Before Howk even started rehab at Harborview Medical Center in Seattle, an impromptu visit from some of his friends led to what was perhaps the first recording session conducted in a major trauma center. “I knew they were coming by to visit. I did not know they were gonna bring a small recording studio into my room,” he says. But they did. “At this point I haven’t even sat up yet for longer than 10 or 15 seconds without getting all light headed and passing out. I’ve still got a neck collar and I’m fully hooked up, I think I had a nurse take out a couple of IVs because they were making noise on the mics. … I had strummed around and messed around on some guitars before that point, but that was definitely a trial by fire.”
Other than a brief moment when he woke up in the middle of his spinal surgery, Howk was always confident that playing guitar would remain a central part of his life, and this just confirmed it. “After my injury, I knew I had my hands,” he says. “And if I didn’t have my hands, I’d work my way up to being a world premiere slide guitarist or something. I’d figure something out.”
Howk learned to sit slightly off-kilter to maintain his “floppy” balance while playing, and often rolls without his chair’s right armrest to accommodate the body of his guitar. “It’s like so many things, there’s a period of adapting and a good measure of stubbornness that comes along with that. But you set out in your life to do something, and when something happens it’s up to you to make that sort of a nonissue and find a way around it.”
His next trial by fire came four months later when he played on stage for the first time. His band, The Lashes, had a long-booked gig at Bumbershoot, Seattle’s premier music festival. In typical fashion, Howk plays down the fact that he got back in the swing of things so quickly. “Well, no one ever asked me if we wanted to cancel,” he says.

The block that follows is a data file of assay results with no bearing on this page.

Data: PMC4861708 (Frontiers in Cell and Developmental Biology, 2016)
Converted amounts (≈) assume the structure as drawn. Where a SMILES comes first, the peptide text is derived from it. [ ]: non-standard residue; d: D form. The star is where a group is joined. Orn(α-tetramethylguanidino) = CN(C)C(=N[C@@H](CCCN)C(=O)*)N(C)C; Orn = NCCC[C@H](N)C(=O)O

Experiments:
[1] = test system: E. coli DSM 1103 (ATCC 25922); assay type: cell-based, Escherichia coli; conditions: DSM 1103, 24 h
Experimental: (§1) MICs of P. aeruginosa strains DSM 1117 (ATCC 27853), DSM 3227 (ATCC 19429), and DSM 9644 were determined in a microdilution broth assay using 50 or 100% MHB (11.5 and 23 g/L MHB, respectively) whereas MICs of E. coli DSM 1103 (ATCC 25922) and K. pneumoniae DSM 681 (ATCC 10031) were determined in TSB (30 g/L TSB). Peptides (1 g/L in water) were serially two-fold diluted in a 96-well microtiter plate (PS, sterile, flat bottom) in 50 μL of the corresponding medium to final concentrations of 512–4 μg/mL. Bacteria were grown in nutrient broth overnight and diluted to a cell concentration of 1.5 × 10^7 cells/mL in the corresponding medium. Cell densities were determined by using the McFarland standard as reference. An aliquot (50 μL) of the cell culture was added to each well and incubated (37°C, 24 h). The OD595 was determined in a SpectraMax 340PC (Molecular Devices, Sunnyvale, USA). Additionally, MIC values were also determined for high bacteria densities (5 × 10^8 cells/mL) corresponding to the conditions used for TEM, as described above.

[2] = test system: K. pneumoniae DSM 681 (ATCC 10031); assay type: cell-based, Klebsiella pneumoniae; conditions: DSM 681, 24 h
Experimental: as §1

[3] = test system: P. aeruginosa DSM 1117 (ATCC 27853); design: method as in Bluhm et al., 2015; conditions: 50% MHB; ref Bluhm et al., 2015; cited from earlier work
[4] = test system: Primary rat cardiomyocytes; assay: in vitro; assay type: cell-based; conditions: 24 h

Despite the success, The Lashes were coming to an end. “Everyone looked around and took inventory and said, ‘Nah, I don’t think we wanna do another 60-day tour in a van that’s not running great with no prospects of climbing our way out of it,’” he recalls. “But, I wanted that.”
The Budding Businessman
With a huge network of friends and connections in the music industry, Howk had no trouble finding bands to tour with after rehabbing. Taking advantage of his self-described “truck driver’s soul,” he drove himself all over between gigs to feed his musical compulsion. At the same time, back in Seattle he got involved behind the scenes, joining an ownership group that bought and refreshed the Crocodile, a famed Seattle music venue.
The Crocodile had won over Seattle music fans thanks to shows by Nirvana, Pearl Jam, R.E.M. and many more, but it held even more significance for Howk. “All of my firsts were there,” he says. “I played all of my first big shows at the Crocodile. My early bands opened for The Strokes and The Libertines back in the day … it’s really the first place I learned how to manipulate my ID so it looked like I was 21.”